Fuck net no credit card
Our passwords were limited to a handful of applications: an ISP for email and maybe an ecommerce site or two.Because almost no personal information was in the cloud—the cloud was barely a wisp at that point—there was little payoff for breaking into an individual's accounts; the serious hackers were still going after big corporate systems. Email addresses morphed into a sort of universal login, serving as our username just about everywhere. If the whole system is designed to keep data secret, users will hardly stand for a security regime that shreds their privacy in the process.With yet 10 more, I could take over your AT&T, Comcast, and Verizon. The common weakness in these hacks is the password.It's an artifact from a time when our computers were not hyper-connected.The way we daisy-chain accounts, with our email address doubling as a universal username, creates a single point of failure that can be exploited with devastating results.Thanks to an explosion of personal information being stored in the cloud, tricking customer service agents into resetting passwords has never been easier. All I need to do is go to the website and supply your name plus maybe the city you were born in, info that's easy to find in the age of Google. I get the password reset and log in to your account, which I control.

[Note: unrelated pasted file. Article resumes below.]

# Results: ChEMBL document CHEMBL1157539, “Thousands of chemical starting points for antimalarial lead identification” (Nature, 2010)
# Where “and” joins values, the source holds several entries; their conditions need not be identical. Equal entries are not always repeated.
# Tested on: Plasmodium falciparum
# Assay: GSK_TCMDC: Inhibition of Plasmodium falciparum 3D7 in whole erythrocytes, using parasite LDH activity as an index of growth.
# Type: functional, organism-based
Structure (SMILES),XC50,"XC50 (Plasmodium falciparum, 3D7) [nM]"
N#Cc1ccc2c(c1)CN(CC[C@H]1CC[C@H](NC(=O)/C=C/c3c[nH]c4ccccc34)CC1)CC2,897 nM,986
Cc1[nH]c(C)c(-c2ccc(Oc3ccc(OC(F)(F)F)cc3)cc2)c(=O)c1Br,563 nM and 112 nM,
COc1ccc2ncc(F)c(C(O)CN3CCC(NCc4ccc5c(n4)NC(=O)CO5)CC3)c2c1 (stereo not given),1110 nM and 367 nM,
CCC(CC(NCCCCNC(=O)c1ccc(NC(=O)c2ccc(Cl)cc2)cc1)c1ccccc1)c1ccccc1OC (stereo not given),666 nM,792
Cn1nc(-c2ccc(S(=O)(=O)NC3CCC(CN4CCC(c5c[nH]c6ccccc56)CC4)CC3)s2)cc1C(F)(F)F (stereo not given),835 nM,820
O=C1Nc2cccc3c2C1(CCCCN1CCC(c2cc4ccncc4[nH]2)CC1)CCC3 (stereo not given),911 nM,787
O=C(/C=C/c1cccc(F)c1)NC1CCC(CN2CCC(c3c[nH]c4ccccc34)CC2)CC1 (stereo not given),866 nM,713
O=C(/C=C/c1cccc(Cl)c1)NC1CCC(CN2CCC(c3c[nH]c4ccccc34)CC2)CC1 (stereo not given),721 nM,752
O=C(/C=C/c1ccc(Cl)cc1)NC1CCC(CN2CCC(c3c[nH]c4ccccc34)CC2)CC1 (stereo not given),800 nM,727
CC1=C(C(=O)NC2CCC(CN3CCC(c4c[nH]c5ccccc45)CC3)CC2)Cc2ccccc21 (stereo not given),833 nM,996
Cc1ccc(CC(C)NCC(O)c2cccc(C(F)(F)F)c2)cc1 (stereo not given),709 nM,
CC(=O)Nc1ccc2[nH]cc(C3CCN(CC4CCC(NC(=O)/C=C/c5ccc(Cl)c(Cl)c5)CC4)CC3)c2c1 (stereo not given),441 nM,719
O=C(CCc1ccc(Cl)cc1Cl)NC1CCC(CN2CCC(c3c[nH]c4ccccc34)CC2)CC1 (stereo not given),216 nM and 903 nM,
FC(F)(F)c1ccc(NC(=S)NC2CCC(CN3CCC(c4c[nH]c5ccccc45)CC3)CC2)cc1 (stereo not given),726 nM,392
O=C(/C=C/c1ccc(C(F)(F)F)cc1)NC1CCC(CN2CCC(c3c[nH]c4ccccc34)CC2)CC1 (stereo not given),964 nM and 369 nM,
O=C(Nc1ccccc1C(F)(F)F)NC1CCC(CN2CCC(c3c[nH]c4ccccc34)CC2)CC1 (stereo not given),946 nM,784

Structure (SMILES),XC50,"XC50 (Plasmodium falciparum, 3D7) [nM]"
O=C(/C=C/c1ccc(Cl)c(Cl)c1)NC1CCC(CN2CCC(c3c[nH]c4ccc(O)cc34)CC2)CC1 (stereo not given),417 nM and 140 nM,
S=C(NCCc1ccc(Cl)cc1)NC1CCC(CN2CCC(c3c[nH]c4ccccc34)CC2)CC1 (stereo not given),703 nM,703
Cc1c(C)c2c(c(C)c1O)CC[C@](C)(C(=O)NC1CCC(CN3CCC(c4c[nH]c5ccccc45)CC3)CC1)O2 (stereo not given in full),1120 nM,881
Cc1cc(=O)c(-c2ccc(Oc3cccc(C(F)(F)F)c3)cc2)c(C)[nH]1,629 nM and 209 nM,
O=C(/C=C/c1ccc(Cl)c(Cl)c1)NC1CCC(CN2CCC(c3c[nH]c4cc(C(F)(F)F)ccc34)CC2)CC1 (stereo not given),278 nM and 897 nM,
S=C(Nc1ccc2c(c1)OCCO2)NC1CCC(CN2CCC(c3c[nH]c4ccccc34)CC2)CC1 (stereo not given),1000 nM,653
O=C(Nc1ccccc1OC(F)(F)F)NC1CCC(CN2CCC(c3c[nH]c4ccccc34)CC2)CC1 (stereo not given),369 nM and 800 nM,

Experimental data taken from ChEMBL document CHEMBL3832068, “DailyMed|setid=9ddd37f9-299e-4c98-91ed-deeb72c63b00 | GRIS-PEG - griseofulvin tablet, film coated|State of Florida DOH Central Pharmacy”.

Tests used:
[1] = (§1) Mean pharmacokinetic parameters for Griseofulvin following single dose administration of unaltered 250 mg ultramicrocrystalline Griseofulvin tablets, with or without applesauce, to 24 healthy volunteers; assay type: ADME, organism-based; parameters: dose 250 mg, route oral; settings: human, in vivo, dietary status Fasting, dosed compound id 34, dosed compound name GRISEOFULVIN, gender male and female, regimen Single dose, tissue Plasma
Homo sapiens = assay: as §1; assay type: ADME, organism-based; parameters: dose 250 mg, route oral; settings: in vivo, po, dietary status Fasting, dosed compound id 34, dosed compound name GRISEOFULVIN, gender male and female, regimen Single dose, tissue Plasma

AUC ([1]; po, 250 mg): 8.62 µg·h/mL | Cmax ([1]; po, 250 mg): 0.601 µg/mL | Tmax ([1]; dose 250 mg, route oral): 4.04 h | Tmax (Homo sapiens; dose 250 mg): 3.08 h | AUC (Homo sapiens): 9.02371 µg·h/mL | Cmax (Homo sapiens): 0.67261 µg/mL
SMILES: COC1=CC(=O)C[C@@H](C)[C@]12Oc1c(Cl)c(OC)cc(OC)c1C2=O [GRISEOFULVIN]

But during a chaotic nighttime battle at Epipole, Demosthenes' forces were scattered, and while attempting to regroup they began calling out their watchword, a prearranged term that would identify soldiers as friendly.Comenity works with hundreds of well-known and much-loved companies to offer their customers — customers just like you — credit programs that connect loyal shoppers to the brands they love.Enhance your shopping experience with tips to optimize your finances.It only took until 1962 when a Ph D student named Allan Scherr, wanting more than his four-hour allotment, defeated the login with a simple hack: He located the file containing the passwords and printed out all of them. During the formative years of the web, as we all went online, passwords worked pretty well.This was due largely to how little data they actually needed to protect.
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But in 2012 that's a fallacy, a fantasy, an outdated sales pitch.